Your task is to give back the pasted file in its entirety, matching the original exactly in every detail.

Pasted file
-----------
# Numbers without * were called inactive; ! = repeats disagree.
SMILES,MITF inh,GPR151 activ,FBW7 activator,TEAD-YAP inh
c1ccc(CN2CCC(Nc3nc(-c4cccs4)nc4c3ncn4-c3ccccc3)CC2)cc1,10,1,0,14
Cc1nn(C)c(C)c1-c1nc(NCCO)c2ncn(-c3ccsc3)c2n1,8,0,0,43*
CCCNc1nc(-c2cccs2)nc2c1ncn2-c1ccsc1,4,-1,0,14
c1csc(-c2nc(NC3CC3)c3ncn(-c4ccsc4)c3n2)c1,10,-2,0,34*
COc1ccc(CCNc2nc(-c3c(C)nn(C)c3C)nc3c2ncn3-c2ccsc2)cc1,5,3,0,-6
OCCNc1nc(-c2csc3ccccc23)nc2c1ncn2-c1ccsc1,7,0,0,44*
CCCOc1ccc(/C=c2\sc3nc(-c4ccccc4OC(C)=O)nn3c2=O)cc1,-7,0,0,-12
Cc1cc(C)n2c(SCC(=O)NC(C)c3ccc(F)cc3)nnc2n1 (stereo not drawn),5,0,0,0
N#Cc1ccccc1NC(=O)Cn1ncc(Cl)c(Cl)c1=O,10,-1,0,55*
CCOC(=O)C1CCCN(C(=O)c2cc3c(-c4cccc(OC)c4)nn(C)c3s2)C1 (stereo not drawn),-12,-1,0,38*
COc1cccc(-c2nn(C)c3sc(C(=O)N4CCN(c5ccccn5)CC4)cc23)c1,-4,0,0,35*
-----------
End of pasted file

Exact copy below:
# Numbers without * were called inactive; ! = repeats disagree.
SMILES,MITF inh,GPR151 activ,FBW7 activator,TEAD-YAP inh
c1ccc(CN2CCC(Nc3nc(-c4cccs4)nc4c3ncn4-c3ccccc3)CC2)cc1,10,1,0,14
Cc1nn(C)c(C)c1-c1nc(NCCO)c2ncn(-c3ccsc3)c2n1,8,0,0,43*
CCCNc1nc(-c2cccs2)nc2c1ncn2-c1ccsc1,4,-1,0,14
c1csc(-c2nc(NC3CC3)c3ncn(-c4ccsc4)c3n2)c1,10,-2,0,34*
COc1ccc(CCNc2nc(-c3c(C)nn(C)c3C)nc3c2ncn3-c2ccsc2)cc1,5,3,0,-6
OCCNc1nc(-c2csc3ccccc23)nc2c1ncn2-c1ccsc1,7,0,0,44*
CCCOc1ccc(/C=c2\sc3nc(-c4ccccc4OC(C)=O)nn3c2=O)cc1,-7,0,0,-12
Cc1cc(C)n2c(SCC(=O)NC(C)c3ccc(F)cc3)nnc2n1 (stereo not drawn),5,0,0,0
N#Cc1ccccc1NC(=O)Cn1ncc(Cl)c(Cl)c1=O,10,-1,0,55*
CCOC(=O)C1CCCN(C(=O)c2cc3c(-c4cccc(OC)c4)nn(C)c3s2)C1 (stereo not drawn),-12,-1,0,38*
COc1cccc(-c2nn(C)c3sc(C(=O)N4CCN(c5ccccn5)CC4)cc23)c1,-4,0,0,35*